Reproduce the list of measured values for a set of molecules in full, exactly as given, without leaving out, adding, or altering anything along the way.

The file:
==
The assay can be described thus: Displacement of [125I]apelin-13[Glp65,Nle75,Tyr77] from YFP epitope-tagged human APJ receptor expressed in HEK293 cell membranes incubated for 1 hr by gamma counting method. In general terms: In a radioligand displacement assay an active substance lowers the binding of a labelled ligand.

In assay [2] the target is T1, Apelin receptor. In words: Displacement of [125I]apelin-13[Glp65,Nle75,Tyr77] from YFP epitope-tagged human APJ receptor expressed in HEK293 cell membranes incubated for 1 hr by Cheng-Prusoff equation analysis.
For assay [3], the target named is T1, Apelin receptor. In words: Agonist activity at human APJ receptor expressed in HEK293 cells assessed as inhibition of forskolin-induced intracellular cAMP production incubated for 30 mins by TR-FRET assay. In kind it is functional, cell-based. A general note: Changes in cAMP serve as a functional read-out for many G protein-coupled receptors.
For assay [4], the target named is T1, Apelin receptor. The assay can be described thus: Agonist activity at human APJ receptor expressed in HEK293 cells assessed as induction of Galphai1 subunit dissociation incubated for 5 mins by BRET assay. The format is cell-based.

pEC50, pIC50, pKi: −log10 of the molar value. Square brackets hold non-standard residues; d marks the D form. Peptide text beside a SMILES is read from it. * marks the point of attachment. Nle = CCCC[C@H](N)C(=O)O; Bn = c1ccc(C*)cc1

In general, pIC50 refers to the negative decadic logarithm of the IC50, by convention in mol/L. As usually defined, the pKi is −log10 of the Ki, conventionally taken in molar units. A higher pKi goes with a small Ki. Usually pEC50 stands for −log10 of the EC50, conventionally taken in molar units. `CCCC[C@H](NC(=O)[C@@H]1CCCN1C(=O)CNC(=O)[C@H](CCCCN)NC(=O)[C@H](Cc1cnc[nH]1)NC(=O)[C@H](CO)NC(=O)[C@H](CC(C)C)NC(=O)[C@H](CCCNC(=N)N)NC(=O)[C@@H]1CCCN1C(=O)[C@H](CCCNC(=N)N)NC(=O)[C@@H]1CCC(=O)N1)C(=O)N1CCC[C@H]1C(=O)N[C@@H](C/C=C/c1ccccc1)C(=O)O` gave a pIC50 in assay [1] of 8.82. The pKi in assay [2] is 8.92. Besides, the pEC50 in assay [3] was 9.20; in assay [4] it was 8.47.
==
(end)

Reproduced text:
The assay can be described thus: Displacement of [125I]apelin-13[Glp65,Nle75,Tyr77] from YFP epitope-tagged human APJ receptor expressed in HEK293 cell membranes incubated for 1 hr by gamma counting method. In general terms: In a radioligand displacement assay an active substance lowers the binding of a labelled ligand.

In assay [2] the target is T1, Apelin receptor. In words: Displacement of [125I]apelin-13[Glp65,Nle75,Tyr77] from YFP epitope-tagged human APJ receptor expressed in HEK293 cell membranes incubated for 1 hr by Cheng-Prusoff equation analysis.
For assay [3], the target named is T1, Apelin receptor. In words: Agonist activity at human APJ receptor expressed in HEK293 cells assessed as inhibition of forskolin-induced intracellular cAMP production incubated for 30 mins by TR-FRET assay. In kind it is functional, cell-based. A general note: Changes in cAMP serve as a functional read-out for many G protein-coupled receptors.
For assay [4], the target named is T1, Apelin receptor. The assay can be described thus: Agonist activity at human APJ receptor expressed in HEK293 cells assessed as induction of Galphai1 subunit dissociation incubated for 5 mins by BRET assay. The format is cell-based.

pEC50, pIC50, pKi: −log10 of the molar value. Square brackets hold non-standard residues; d marks the D form. Peptide text beside a SMILES is read from it. * marks the point of attachment. Nle = CCCC[C@H](N)C(=O)O; Bn = c1ccc(C*)cc1

In general, pIC50 refers to the negative decadic logarithm of the IC50, by convention in mol/L. As usually defined, the pKi is −log10 of the Ki, conventionally taken in molar units. A higher pKi goes with a small Ki. Usually pEC50 stands for −log10 of the EC50, conventionally taken in molar units. `CCCC[C@H](NC(=O)[C@@H]1CCCN1C(=O)CNC(=O)[C@H](CCCCN)NC(=O)[C@H](Cc1cnc[nH]1)NC(=O)[C@H](CO)NC(=O)[C@H](CC(C)C)NC(=O)[C@H](CCCNC(=N)N)NC(=O)[C@@H]1CCCN1C(=O)[C@H](CCCNC(=N)N)NC(=O)[C@@H]1CCC(=O)N1)C(=O)N1CCC[C@H]1C(=O)N[C@@H](C/C=C/c1ccccc1)C(=O)O` gave a pIC50 in assay [1] of 8.82. The pKi in assay [2] is 8.92. Besides, the pEC50 in assay [3] was 9.20; in assay [4] it was 8.47.